Ok, for me I´m allergic (?, at least it makes me puke, even if it tasted good) to fish and seafood, and I don´t really like poultry (until now I eat it only in some East Asian versions, since my fiancee is Filipina-Chinese, I´ll usually get some very good food from her corner of the world), I´m also not very fond of innards (kineys, liver, brain, heart, lungs etc.).

As for the ingredients, I think I´ll have to create everything right from the basics (e.g. making tortillas straight from flour).

Jan


User currently onlineAM744 From Mexico, joined Jun 2001, 1773 posts, RR: 0
Reply 8, posted (2 years 9 months 1 week 2 days ago) and read 1091 times:

Get yourself a bag of 1kg Maseca corn flour. I'm not sure if you can get those in Europe, but wouldn't be surprised if you can get them in the US.
For every cup of flour add 3/4 cup of warm water and a pinch of salt. You could add 1/4 of wheat flour and some more water, but that's entirely optional. Plus, the dough becomes stickier.
Work the dough with your hands until it's uniform. Not wet, not brittle. It's a lot more dense than hotcakes'. Can't be poured.
Make small balls twice the size of a golf ball.
Work them with your hands with a clapping motion until you get the tortilla(thin) or sope(thick) shape. (There are manual machines to do the pressing, but they are hard to come by even in Mexico! I use my mother-in-law's)
Place them in a flat pan. (T-Fal or any other pan used to make pancakes is good). Most people use lots of corn oil to fry them, I prefer mine with no oil at all.
For 'sopes' you need to work the perimeter of the cooked cake to come up with a small 'fence'.

For homemade smashed beans:
Get some 'fresh' (as in hardened and dried) beans.
Put two or three cups under water for a full night.
Add them to the pressure cooker with water slightly above the proper beans.
Add some onion rods, two pinches of oregano, two pinches salt and two spoons of corn oil.
Cook at pressure for 45 minutes. (Those things are hard).
Keep an eye on the cooker, beans become noticeable bigger and the cover can clog the pressure valve.

Put the cooked beans in a pan and smash them adding some more salt and oil at will.

Add the beans to your 'sope', some fresh shredded cheese and 'La Costena' Mexican green sauce. (I've seen those in Toronto, Madrid and the US, label and cap are bright red) and enjoy.   


User currently offlineAR385 From Mexico, joined Nov 2003, 6133 posts, RR: 30
Reply 9, posted (2 years 9 months 1 week 1 day 22 hours ago) and read 1070 times:
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Puntas de Filete a la Mexicana (Beef Tips Mexican Style)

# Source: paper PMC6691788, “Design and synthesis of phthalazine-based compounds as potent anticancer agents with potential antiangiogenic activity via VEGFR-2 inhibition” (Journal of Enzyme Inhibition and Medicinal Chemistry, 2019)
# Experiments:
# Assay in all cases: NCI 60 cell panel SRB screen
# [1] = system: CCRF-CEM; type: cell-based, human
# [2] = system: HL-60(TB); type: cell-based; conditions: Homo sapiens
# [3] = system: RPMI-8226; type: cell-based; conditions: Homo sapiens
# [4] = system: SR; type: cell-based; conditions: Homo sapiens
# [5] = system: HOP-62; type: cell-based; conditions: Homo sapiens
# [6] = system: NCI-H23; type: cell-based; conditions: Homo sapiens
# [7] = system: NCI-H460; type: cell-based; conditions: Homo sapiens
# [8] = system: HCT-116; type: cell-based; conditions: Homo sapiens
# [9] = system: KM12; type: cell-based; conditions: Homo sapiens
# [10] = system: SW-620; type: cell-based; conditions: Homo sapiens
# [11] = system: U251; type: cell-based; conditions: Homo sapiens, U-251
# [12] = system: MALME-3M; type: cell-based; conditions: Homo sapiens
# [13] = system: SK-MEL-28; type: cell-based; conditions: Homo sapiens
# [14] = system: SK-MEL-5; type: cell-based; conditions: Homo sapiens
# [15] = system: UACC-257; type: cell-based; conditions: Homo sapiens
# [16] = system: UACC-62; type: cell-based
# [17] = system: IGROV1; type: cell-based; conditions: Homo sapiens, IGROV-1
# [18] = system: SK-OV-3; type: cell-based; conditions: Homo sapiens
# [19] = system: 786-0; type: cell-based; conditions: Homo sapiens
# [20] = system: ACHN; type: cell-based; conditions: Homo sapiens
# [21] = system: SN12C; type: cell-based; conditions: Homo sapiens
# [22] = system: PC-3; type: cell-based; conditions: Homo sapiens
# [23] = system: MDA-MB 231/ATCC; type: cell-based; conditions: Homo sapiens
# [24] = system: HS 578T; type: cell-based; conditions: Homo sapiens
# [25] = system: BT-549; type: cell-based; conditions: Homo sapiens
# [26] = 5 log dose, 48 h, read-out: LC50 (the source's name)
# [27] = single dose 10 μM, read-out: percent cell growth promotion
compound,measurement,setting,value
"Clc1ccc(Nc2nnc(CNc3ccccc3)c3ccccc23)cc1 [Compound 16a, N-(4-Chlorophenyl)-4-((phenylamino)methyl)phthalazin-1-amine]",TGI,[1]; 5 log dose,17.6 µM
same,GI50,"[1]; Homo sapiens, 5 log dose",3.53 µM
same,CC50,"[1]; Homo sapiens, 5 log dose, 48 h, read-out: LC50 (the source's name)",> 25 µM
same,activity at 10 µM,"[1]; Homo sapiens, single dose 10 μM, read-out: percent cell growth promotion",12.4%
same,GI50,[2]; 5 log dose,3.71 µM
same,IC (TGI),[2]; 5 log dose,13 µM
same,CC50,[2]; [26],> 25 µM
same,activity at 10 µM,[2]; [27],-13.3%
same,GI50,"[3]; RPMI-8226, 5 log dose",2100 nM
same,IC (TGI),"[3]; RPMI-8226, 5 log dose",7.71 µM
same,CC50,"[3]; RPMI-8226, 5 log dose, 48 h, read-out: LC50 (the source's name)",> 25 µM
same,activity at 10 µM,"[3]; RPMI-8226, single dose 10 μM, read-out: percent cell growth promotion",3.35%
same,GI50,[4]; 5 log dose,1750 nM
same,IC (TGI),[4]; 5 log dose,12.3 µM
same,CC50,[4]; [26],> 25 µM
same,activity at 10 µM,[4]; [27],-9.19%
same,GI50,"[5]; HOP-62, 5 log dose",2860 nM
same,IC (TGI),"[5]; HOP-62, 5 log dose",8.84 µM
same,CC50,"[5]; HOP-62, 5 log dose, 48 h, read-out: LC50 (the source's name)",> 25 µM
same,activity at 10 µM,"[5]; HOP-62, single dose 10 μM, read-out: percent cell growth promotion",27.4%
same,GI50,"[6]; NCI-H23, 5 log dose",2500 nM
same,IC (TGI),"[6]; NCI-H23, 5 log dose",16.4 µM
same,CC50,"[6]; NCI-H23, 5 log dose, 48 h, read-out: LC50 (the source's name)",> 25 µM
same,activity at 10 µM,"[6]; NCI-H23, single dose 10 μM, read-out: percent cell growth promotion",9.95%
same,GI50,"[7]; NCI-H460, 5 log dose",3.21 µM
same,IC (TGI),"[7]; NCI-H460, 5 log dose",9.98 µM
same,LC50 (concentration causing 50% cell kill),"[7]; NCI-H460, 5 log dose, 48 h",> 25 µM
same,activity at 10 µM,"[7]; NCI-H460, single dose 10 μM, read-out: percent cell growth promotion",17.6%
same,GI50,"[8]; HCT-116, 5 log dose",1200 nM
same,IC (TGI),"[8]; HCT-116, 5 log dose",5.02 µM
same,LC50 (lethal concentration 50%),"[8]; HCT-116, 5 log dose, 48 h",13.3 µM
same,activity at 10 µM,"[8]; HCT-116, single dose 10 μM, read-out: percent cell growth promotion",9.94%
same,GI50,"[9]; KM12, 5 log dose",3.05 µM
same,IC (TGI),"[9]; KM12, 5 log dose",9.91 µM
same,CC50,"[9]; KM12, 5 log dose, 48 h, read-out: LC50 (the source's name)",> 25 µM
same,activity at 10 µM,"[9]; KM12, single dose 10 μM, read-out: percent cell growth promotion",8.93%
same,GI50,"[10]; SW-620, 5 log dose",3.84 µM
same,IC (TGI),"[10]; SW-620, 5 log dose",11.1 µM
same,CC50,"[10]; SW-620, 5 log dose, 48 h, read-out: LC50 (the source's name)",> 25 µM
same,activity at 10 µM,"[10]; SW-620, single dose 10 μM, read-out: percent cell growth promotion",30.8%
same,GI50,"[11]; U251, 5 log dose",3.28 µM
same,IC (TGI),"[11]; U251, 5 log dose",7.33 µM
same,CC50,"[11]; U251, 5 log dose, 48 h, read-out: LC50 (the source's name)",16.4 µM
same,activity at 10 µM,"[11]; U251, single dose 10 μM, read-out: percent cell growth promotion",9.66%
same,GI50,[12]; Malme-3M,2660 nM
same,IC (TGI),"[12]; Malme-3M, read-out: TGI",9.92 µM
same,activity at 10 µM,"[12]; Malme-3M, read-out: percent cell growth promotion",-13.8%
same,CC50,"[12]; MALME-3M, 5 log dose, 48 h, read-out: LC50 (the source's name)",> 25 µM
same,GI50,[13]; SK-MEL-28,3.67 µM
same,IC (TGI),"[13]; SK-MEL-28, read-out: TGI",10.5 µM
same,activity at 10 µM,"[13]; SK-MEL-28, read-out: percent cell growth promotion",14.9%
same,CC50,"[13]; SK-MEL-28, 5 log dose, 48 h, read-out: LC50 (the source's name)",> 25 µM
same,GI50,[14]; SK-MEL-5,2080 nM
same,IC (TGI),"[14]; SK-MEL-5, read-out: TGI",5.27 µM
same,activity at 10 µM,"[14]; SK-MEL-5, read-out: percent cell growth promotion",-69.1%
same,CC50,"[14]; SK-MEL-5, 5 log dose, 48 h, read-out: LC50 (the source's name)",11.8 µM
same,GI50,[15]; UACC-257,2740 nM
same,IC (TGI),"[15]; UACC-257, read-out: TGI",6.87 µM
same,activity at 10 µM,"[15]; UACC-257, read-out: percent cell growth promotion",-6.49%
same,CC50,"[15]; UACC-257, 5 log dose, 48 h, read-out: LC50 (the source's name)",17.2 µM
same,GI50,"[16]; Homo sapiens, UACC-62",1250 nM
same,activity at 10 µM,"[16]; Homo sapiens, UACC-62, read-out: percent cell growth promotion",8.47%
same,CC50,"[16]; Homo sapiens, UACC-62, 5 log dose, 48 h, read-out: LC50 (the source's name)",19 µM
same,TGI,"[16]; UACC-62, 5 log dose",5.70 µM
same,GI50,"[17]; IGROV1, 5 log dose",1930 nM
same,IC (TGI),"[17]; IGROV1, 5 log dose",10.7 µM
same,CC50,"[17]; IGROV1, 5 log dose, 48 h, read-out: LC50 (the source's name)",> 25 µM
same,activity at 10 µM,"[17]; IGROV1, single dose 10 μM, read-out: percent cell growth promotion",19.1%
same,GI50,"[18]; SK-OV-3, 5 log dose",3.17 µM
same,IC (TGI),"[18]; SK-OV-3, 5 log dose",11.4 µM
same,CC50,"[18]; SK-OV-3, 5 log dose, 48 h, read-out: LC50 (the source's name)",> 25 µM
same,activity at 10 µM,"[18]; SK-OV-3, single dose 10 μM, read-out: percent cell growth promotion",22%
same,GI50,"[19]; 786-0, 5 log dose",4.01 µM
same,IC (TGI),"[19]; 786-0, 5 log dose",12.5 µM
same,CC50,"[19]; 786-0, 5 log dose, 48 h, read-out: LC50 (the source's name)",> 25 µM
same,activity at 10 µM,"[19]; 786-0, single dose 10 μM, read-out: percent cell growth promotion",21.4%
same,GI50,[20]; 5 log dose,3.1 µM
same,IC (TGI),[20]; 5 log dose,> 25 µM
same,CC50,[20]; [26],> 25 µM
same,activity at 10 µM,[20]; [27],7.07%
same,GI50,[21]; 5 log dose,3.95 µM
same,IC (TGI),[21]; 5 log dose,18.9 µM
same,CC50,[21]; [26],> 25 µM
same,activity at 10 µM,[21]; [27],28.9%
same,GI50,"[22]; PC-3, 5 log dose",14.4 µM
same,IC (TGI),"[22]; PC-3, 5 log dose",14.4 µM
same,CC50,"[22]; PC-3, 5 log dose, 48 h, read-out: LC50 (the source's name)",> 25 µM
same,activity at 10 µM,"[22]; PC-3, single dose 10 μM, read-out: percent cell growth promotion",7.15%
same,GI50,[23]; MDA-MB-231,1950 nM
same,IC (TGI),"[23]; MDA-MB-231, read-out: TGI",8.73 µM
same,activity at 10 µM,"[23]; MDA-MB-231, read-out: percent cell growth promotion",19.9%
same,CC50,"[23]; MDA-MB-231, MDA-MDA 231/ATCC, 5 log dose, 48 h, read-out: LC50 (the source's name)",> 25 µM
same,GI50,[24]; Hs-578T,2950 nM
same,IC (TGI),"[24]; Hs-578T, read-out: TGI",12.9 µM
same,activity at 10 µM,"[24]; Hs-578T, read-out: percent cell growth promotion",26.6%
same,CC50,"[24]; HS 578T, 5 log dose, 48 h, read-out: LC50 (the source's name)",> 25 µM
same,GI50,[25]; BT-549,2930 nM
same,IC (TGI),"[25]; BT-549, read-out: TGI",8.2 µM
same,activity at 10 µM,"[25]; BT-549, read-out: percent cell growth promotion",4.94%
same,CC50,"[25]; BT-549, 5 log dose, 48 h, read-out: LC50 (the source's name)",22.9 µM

1 pound tender, lean, boneless beef , like Rib-Eye, Tenderloin, Sirloin, Ney York or even Sirloin Tip.

2 medium fresh Chiles Poblanos. These look like Green Beel Peppers, but are darker and leaner. You may use those two if you don´t like too much spiciness. The Poblanos you need to roast them in open flame. Then remove the black, charred part, that is peeling them. Then open them longitudinally, and remove the seeds and the little veins you may see.

1.5 pounds (3 medium large) ripe tomatoes, roaste like the Poblanos, or Boiled and Peeled. You ma also use instead a 28 ounce can of tomatoes, drained.

2 tablespoons lard, vegetable oil or olive oil

1 small onion, diced

1 clove garlic, peeled and minced

1/2 teaspoon of thyme and marjoram (herbs)

2 bay leaves

2/3 cup of beef broth

1/ teaspoon of salt

Trim the meat from excess fat and cut in 1/4 inch cubes. Dice the Chiles into 1/2 inch pieces. Chop the tomatoes into into 1/2 pieces. In a large skillet, heat the lard or oil over medium heat, When sizzling hot, add the cubes of beef uncrowdedly in a single layer. Brown them, over medium-high turning frequently for about 4 mins. (to about medium rare) Remove the meat and reduce the heat to medium. Scoop the onion into the skillet and fry until soft or beginning to brown, about 7 mins. Add the garlic and stir for a minute or so longer, then add the Chiles, tomatoes, herbs and bay leaves. Simmer, stirring frequently, until the mixture becomes somewhat homogeneous. Add the broth and 5 more minutes. Last, add the browned meat (and any juices collected around it) when the meat has heated enough, remove the bay leaves season with salt and the dish is ready for the table.



MGGS
User currently offlineMD11Engineer From Germany, joined Oct 2003, 13968 posts, RR: 63
Reply 10, posted (2 years 9 months 6 days 20 hours ago) and read 971 times:

Thanks for the recipes! I will definitely try to cook them!
Unfortunately I had a very busy working week so far, with lots of AOGs and lots of overtime, so I don´t have too much time at the moment to post on A.net.

Jan